British hospitals say hit by suspected national cyber attack

Several individual British health service trusts, each responsible for several hospitals, reported problems with their computer systems.

"We are aware of an IT issue affecting some NHS computers systems", Blackpool CCG added.

Wanna Decryptor, the apparent malware variant hitting NHS computers, was first discovered in the wild in February of this year.

The UK's National Cyber Security Centre, the Department of Health and NHS England are working to support hospitals that have been affected.

Doctors and other staff have also been sharing further details on Twitter, with one screenshot suggesting the ransomware is demanding $300 in bitcoin to decrypt files, with the price doubling after three days. People in affected areas were being advised to seek medical care only in emergencies.

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Two security firms - Kaspersky Lab and Avast - said they had identified the malware behind the attack in upward of 70 countries, although both said the attack has hit Russian Federation hardest. El Mundo reported that the attackers sought a ransom in bitcoin.

NHS Digital says it this stage, it doesn't have any evidence patient data has been accessed.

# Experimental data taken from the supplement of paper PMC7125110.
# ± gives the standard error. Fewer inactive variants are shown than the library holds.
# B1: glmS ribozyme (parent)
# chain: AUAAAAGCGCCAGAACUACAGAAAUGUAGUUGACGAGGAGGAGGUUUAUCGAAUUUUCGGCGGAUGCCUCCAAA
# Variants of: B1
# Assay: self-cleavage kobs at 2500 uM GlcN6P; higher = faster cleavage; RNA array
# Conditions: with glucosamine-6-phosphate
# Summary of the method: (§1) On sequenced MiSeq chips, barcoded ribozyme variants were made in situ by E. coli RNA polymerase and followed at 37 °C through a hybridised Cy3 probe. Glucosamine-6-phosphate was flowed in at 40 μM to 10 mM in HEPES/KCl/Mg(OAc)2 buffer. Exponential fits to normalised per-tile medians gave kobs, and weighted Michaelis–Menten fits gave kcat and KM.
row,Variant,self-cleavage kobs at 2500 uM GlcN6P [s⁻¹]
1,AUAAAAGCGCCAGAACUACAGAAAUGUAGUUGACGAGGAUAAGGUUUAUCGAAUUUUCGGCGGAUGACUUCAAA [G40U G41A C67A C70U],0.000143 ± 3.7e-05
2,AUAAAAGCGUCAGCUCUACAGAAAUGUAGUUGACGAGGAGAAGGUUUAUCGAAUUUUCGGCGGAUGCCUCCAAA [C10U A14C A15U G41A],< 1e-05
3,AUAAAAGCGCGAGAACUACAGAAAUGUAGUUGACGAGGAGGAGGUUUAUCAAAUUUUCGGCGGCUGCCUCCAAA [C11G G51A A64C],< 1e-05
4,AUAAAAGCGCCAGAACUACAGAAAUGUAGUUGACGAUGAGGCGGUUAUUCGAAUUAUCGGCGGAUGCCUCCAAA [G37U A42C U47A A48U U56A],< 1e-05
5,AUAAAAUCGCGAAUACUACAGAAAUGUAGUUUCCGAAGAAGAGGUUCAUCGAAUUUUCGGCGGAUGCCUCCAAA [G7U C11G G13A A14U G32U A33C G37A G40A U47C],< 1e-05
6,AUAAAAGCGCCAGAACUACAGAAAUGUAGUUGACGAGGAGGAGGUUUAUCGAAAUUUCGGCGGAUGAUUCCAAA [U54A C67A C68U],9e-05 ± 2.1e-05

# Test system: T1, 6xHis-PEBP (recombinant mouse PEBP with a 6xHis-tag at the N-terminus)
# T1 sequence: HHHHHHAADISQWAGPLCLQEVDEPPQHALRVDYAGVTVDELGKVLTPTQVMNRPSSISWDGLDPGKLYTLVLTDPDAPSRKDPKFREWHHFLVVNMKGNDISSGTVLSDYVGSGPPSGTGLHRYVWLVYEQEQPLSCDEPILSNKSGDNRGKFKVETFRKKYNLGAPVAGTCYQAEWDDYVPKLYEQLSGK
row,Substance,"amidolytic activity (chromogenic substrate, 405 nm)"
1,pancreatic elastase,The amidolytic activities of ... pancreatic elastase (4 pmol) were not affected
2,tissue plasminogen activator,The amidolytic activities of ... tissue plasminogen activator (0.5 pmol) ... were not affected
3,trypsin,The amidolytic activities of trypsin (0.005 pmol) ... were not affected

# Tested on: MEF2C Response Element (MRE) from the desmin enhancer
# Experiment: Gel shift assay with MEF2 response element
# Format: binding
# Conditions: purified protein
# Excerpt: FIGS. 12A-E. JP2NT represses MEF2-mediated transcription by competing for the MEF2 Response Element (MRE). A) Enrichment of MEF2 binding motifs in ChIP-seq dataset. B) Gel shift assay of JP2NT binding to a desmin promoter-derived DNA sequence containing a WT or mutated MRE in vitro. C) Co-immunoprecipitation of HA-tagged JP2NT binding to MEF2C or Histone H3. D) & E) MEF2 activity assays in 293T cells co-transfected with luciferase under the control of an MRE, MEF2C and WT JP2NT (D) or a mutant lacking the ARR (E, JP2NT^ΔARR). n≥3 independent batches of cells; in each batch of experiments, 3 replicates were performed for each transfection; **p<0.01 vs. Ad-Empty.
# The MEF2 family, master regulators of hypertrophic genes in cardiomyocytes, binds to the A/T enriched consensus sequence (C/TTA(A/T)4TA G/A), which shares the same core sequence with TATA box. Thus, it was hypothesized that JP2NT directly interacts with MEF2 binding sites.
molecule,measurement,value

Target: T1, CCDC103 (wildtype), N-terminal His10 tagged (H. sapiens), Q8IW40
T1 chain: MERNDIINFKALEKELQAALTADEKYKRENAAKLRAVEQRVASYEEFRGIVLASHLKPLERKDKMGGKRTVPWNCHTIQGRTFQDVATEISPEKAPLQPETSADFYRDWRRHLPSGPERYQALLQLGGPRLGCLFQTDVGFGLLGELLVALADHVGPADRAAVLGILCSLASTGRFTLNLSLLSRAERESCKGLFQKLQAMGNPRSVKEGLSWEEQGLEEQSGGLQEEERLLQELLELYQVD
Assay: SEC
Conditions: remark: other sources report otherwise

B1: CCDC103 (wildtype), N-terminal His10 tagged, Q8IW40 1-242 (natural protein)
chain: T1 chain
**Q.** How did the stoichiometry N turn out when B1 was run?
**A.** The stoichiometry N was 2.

A massive ransomware campaign appears to have attacked a number of organisations around the world. Routine appointments had been canceled and ambulances were being diverted to neighboring hospitals.

Microsoft issued a patch for the vulnerability in March, but it would appear it hasn't been rolled out across all organisations.

Screenshots of WannaCry with text in Spanish were also shared online. The malicious software - called "ransomware" because it encrypts systems and threatens to destroy data if a ransom is not paid - is spreading among computers that have not been patched, experts said.

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Digital spokesman, said in a phone interview that 16 organizations including "hospitals and other kinds of clinician services" have been subjected to the cyberattack. All IT systems have been temporarily shut down.

In the United Kingdom, hospitals in London, northwest England and other parts of the country reported problems and asked patients not to come to the hospitals unless it was an emergency.

The news is also likely to embolden cyber extortionists when selecting targets, Chris Camacho, chief strategy officer with cyber intelligence firm Flashpoint, said. The cyberattack, he said, could cause a major backlog in referrals.

Tens of thousands of infections have now been detected, according to the Bleeping Computer site, which says the malware was allegedly leaked or stolen from the National Security Agency.

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